# Correlation, regression, and prediction

*If you run into errors, check the common errors Google doc first.*

One of the most important and interesting aspects of data science is making predictions about the future. How can we learn about temperatures a few decades from now by analyzing historical data about climate change and pollution? Based on a person’s social media profile, what conclusions can we draw about their interests? How can we use a patient’s medical history to judge how well he or she will respond to a treatment?

Run the cell below to import the code we’ll use in this notebook. Don’t worry about getting an output, simply run the cell.

```
from datascience import *
import numpy as np
import matplotlib.pyplot as plots
import scipy as sp
%matplotlib inline
import statsmodels.formula.api as smf
plots.style.use('fivethirtyeight')
```

In this module, you will look at two **correlated** phenomena and predict unseen data points!

We will be using data from the online data archive of Prof. Larry Winner of the University of Florida. The file *hybrid* contains data on hybrid passenger cars sold in the United States from 1997 to 2013. In order to analyze the data, we must first **import** it to our Jupyter notebook and **create a table.**

```
hybrid = Table.read_table('data/hybrid.csv') # Imports the data and creates a table
hybrid.show(5) # Displays the first five rows of the table
```

vehicle | year | msrp | acceleration | mpg | class |
---|---|---|---|---|---|

Prius (1st Gen) | 1997 | 24509.7 | 7.46 | 41.26 | Compact |

Tino | 2000 | 35355 | 8.2 | 54.1 | Compact |

Prius (2nd Gen) | 2000 | 26832.2 | 7.97 | 45.23 | Compact |

Insight | 2000 | 18936.4 | 9.52 | 53 | Two Seater |

Civic (1st Gen) | 2001 | 25833.4 | 7.04 | 47.04 | Compact |

... (148 rows omitted)

*References: vehicle: model of the car, year: year of manufacture, msrp: manufacturer’s suggested retail price in 2013 dollars, acceleration: acceleration rate in km per hour per second, mpg: fuel economy in miles per gallon, class: the model’s class.*

**Note: whenever we write an equal sign (=) in python, we are assigning somthing to a variable.**

Let’s visualize some of the data to see if we can spot a possible association!

```
hybrid.scatter('acceleration', 'msrp') # Creates a scatter plot of two variables in a table
```

As we can see in the above scatter, there seems to be a positive association between acceleration and price. That is, cars with greater acceleration tend to cost more, on average; conversely, cars that cost more tend to have greater acceleration on average.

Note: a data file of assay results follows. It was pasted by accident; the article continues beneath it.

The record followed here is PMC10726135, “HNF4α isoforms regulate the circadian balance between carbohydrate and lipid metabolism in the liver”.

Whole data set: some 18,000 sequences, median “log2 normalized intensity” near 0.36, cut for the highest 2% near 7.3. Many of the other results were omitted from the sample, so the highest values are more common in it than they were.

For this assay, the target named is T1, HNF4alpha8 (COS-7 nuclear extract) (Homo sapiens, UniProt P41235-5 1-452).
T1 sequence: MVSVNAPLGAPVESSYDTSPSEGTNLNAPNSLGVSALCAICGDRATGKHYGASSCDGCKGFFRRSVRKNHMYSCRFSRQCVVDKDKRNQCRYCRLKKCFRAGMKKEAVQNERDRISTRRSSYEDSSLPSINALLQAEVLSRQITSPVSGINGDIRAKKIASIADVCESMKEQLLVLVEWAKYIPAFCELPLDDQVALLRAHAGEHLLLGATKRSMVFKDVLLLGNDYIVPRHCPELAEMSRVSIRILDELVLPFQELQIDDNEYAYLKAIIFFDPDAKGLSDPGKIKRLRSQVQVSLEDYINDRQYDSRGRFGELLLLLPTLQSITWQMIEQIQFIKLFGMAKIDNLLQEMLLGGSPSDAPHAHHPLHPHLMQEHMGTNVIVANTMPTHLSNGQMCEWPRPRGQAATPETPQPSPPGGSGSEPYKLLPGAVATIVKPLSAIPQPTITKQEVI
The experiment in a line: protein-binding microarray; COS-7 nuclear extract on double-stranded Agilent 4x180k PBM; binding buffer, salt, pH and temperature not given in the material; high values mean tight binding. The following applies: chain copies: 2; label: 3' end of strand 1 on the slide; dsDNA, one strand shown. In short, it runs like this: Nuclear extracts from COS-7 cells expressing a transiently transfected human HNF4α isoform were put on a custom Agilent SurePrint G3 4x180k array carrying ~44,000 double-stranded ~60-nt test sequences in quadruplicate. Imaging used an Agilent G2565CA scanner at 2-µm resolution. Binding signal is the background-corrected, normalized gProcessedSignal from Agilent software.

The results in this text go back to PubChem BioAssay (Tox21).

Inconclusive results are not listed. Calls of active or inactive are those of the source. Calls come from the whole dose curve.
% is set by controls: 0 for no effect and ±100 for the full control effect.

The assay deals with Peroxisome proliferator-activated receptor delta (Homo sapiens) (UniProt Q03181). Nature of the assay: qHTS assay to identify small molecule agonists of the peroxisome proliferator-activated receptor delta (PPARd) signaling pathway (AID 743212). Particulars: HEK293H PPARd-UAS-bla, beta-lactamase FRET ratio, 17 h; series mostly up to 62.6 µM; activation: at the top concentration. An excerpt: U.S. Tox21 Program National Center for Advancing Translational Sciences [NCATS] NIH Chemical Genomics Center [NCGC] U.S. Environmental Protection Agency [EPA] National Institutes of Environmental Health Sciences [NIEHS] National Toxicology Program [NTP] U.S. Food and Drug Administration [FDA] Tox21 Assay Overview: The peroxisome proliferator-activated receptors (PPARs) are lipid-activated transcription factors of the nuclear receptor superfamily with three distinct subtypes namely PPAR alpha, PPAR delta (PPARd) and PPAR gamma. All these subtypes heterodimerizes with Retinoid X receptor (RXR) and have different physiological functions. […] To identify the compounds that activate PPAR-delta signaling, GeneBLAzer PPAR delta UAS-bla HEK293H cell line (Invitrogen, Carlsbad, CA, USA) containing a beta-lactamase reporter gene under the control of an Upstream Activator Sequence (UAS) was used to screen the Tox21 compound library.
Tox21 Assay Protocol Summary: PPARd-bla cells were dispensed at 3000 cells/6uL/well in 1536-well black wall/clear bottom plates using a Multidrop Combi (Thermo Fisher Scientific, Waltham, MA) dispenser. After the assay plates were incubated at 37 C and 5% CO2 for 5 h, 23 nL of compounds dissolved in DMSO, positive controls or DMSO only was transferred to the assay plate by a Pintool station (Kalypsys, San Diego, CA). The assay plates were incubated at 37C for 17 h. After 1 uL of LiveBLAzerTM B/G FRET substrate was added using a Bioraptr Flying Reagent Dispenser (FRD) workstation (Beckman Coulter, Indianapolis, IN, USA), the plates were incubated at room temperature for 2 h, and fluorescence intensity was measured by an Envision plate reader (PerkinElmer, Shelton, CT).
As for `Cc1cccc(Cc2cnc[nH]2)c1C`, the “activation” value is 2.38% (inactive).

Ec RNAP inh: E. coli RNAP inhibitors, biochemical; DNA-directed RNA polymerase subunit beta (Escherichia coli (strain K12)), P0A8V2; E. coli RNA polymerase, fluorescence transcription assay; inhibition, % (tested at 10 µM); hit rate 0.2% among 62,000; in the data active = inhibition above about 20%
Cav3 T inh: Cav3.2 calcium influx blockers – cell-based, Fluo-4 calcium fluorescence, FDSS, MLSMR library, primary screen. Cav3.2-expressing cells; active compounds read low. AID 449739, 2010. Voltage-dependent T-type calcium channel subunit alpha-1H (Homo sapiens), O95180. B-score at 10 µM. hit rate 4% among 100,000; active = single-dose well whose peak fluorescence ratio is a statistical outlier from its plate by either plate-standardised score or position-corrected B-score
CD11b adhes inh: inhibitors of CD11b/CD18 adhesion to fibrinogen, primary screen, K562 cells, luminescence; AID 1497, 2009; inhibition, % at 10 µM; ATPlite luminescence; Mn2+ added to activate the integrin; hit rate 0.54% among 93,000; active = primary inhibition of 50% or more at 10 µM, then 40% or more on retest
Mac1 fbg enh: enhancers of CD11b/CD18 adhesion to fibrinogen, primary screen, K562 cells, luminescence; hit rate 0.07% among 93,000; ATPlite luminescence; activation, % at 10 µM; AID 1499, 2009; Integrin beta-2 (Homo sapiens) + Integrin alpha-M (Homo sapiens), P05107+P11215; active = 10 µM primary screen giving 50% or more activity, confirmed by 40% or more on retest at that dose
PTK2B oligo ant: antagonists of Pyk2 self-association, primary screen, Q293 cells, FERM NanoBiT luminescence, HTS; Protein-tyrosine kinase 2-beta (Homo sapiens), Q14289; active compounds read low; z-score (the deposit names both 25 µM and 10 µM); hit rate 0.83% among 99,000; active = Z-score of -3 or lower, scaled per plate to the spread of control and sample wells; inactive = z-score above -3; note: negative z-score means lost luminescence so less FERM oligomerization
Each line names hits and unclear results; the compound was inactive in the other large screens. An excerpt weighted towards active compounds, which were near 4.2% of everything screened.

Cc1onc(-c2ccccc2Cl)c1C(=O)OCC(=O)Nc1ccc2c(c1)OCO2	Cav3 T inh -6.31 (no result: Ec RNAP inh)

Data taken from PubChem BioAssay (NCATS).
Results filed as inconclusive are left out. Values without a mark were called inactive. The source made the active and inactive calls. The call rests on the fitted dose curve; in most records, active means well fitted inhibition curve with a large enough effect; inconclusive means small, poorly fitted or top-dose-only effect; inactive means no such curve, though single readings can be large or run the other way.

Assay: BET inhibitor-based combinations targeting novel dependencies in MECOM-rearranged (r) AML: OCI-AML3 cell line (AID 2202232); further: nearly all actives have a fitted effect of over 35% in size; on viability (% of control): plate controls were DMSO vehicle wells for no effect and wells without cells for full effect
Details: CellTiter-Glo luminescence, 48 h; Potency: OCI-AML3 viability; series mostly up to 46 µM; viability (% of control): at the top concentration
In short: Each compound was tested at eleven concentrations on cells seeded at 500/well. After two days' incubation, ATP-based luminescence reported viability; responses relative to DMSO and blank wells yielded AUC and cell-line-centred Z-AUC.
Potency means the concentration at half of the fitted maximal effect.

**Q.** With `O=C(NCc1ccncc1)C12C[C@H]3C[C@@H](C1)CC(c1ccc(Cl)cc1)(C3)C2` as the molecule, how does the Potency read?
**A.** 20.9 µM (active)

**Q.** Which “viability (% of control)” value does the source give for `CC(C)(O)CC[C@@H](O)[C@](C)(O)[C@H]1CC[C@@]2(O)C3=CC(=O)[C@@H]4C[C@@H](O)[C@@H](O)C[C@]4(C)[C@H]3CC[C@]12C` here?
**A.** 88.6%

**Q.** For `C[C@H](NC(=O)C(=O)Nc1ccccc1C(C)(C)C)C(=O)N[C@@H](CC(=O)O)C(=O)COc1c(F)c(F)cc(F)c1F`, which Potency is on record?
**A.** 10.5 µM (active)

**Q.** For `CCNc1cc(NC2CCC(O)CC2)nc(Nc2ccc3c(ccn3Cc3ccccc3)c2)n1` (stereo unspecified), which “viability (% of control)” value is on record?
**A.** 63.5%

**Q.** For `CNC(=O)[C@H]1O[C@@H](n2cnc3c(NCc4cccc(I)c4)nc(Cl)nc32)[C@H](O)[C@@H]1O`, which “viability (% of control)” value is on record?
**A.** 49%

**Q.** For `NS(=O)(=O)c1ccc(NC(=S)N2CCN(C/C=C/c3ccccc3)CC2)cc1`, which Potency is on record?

What about miles per gallon and price? Do you expect a positive or negative association?

```
hybrid.scatter('mpg', 'msrp')
```

Along with the negative association, the scatter diagram of price versus efficiency shows a **non-linear relation** between the two variables, i.e., the points appear to be clustered around a curve, not around a straight line.

Let’s subset the data so that we’re only looking at SUVs. Use what you learned in the previous notebook to choose only `SUV`

s and then make a scatter plot of `mpg`

and `msrp`

:

```
# task
```

### The correlation coefficient - *r*

The correlation coefficient ranges from −1 to 1. A value of 1 implies that a linear equation describes the relationship between X and Y perfectly, with all data points lying on a line for which Y increases as X increases. A value of −1 implies that all data points lie on a line for which Y decreases as X increases. A value of 0 implies that there is no linear correlation between the variables. ~Wikipedia

*r* = 1: the scatter diagram is a perfect straight line sloping upwards

*r* = -1: the scatter diagram is a perfect straight line sloping downwards.

Let’s calculate the correlation coefficient between acceleration and price. We can use the `np.corrcoef`

function on the two variable (columns here) that we want to correlate:

```
sp.stats.pearsonr(hybrid['acceleration'], hybrid['msrp'])
```

```
(0.6955778996913979, 1.9158000667128373e-23)
```

This function two numbers. The first number is our `r`

value, and the second number is the `p-value`

for our correlation. A `p-value`